Gnocchi with walnuts, truffle and truffle vinaigrette
(with 2005 Curly Flat Chardonnay, Macedon Ranges, Australia)

Although it was certainly very tasty, this was probably my least favourite dish of the night. My main complaint is that the sauce was unrelentingly thick and cheesy. The gnocchi were good, but not incredible (Mike B, you make lighter, fluffier gnocchi than McConnell's staff!). I couldn't really taste the vinaigrette, but the wafer-thin truffle slice was delicate and delicious. The paired chardonnay was really strong (I'm so not a wine critic, don't you know?) and effectively cut through the dominating cheese. After I'd finished this plate, I was glad that the procession of savouries had peaked because for the first time I could sense that my stomach was filling up.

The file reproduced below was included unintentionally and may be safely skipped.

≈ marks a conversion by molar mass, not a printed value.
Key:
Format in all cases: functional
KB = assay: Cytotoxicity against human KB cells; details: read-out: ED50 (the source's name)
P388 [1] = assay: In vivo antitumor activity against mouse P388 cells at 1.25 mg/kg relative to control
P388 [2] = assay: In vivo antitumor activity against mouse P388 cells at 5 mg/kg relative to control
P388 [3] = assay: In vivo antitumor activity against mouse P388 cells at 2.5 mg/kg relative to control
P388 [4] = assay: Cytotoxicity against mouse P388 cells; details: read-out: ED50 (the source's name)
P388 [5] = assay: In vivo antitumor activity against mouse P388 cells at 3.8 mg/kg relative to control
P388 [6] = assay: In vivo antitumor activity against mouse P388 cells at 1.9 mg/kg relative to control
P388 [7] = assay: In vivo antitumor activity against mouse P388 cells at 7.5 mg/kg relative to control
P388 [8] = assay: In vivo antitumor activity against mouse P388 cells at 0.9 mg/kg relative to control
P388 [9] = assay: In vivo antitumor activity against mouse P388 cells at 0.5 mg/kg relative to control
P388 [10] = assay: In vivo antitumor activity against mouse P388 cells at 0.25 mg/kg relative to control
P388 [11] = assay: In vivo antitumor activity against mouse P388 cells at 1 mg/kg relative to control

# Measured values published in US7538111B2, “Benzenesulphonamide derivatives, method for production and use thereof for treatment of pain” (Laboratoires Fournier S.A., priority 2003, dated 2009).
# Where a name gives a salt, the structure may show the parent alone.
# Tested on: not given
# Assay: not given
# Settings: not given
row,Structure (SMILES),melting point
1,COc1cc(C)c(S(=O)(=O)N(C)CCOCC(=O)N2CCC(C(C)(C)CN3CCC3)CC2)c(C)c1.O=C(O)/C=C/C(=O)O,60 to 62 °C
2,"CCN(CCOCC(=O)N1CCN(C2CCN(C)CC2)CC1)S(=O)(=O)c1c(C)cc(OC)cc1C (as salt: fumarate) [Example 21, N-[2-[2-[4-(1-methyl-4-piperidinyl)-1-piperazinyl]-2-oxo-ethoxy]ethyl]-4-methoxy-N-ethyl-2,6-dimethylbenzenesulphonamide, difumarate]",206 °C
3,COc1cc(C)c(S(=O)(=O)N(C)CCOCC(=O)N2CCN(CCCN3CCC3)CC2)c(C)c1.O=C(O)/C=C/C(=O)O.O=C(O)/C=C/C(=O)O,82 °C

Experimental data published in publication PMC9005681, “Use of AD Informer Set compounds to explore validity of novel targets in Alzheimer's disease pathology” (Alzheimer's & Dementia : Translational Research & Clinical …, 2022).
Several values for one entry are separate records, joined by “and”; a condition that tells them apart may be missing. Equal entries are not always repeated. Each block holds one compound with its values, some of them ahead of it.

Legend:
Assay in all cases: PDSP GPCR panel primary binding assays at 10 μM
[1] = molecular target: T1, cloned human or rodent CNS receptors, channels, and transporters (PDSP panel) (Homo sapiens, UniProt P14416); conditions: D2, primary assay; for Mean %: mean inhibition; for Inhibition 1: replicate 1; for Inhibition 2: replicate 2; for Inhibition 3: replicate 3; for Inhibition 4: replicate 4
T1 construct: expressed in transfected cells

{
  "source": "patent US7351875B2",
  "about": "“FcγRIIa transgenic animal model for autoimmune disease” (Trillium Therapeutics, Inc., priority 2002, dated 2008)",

St Agur with poached quince, toasted walnuts & pain d'épices

I am not a fan of blue cheese. Like olives, I think I can understand what the appeal is for a foodie, yet I can't genuinely enjoy it myself. However, like coffee, I'm now thinking that I could develop quite a taste for it by starting with some really good stuff. This blue cheese was quite strong but also very, very creamy. The sweet quince, tangy sauce and accompanying honey-spiked sauternes taught me just how blue cheese can and should be enjoyed.

Lemon chiboust with vodka granita and poached rhubarb